Varvara Sidorovna Tamanina – the witch of the hour – clearly has a fascinating history, and here we get to explore some of it, because there are connections between her involvement in the Night Witch squadron and the people who are looking for her. You have to ask yourself why people would go looking for a Russian witch. The answer, obviously, is that something diabolical has happened, which a Russian witch, particularly a member of the Night Witch squadron, would be particularly adept at dealing with. But Varvara appears to be a good witch, notwithstanding certain arrangements for her location at HM Prison Holloway, and she tips Grant and Nightingale the wink when people come to abduct her en route to her accommodations, and even when a softer soap is applied, she refuses to get personally involved, advising her would-be supplicants to get in touch with the wonderful wizards of the Metropolitan Police.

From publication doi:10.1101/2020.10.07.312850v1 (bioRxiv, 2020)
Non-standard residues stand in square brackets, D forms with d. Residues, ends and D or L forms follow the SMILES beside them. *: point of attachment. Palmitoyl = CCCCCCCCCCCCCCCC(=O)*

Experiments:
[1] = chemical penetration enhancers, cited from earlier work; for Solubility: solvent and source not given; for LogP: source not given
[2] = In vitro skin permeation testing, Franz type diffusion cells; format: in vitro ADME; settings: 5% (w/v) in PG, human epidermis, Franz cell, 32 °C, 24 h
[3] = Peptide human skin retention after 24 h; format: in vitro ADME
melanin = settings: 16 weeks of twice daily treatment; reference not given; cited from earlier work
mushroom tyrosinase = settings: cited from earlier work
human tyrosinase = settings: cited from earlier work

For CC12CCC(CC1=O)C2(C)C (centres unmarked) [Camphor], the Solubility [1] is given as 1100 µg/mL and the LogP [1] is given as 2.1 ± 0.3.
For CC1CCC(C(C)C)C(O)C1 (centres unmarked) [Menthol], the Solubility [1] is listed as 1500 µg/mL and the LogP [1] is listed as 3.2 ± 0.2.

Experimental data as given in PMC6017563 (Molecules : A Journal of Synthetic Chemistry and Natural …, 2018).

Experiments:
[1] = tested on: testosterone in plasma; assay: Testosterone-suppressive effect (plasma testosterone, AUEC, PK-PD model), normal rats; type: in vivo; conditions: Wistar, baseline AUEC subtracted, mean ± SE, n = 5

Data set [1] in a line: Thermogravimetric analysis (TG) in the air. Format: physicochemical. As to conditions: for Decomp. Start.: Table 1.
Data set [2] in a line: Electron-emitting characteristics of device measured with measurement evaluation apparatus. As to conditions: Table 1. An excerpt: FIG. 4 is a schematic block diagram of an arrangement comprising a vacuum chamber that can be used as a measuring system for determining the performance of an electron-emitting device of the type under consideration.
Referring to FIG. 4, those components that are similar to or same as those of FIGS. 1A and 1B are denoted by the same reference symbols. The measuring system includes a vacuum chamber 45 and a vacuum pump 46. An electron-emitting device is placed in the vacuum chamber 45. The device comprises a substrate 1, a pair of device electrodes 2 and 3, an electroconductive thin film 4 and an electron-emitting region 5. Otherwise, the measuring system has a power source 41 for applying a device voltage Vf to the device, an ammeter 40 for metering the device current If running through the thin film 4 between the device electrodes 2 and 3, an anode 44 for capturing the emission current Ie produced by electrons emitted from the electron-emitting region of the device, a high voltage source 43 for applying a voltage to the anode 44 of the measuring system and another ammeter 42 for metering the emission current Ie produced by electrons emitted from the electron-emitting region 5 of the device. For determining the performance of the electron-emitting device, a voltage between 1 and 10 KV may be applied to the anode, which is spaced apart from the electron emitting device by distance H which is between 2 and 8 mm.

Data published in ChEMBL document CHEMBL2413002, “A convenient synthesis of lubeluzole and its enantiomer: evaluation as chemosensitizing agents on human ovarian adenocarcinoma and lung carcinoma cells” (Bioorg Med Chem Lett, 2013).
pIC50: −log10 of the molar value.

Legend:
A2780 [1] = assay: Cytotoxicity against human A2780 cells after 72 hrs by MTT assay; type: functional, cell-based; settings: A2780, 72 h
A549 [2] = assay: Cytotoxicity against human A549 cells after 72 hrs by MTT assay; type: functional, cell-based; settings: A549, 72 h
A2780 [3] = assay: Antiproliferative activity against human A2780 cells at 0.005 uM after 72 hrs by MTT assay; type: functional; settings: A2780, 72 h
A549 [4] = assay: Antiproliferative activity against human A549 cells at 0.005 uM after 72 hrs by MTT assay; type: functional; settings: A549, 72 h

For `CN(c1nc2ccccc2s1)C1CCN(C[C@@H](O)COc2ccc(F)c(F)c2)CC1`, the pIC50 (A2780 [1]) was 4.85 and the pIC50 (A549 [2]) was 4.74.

As in Body Work, there’s an extent to which backstory-richness could be said to tip over into yawnorific overkill in this first issue, as we get a socio-political newsreel, narrated by Grant, of the personal history of a Russian oligarch, from his birth in 1971, through university, through the Yeltsin years and the subsequent Putin government – both Russian leaders make an appearance, as does former UK Chancellor of the Exchequer, Kenneth Clarke – and all for reasons that feel a little spurious. Yes, it helps give a sense of history to one of the potential ‘bad guys’ in this story, but you have to ask whether we’d care any more or less about him if we knew significantly less. Granted, it gives Aaronovitch and Cartmel an excuse to throw in a slightly oddly-placed Police lyric which likens the Major governments of the 1990s to a prostitute touting for business, which is always worth doing in and of itself, and oh my life, but Sullivan and Guerrero make it look staggeringly beautiful, from the bright yellow light of a London sunset to the gentle sepia used to illustrate the historic section, to a glorious page where panels are set against the background of a ten thousand ruble note, to an almost tongue-in-cheek note of scarlet supervillainy when showing Putin the Polonium President. In fact, once he gets going, there’s hardly any stopping Grant in his remembrances, which take us through to yet a third character’s backstory – witch, oligarch, and now a black magician, taking us forward to a poster-quality cliff-hanger page. There’s a story there, to be sure, and it reads like one of betrayal in Grant’s past, but you really have to keep your eyes on the artwork from Sullivan and Guerrero to get the most out of the issue.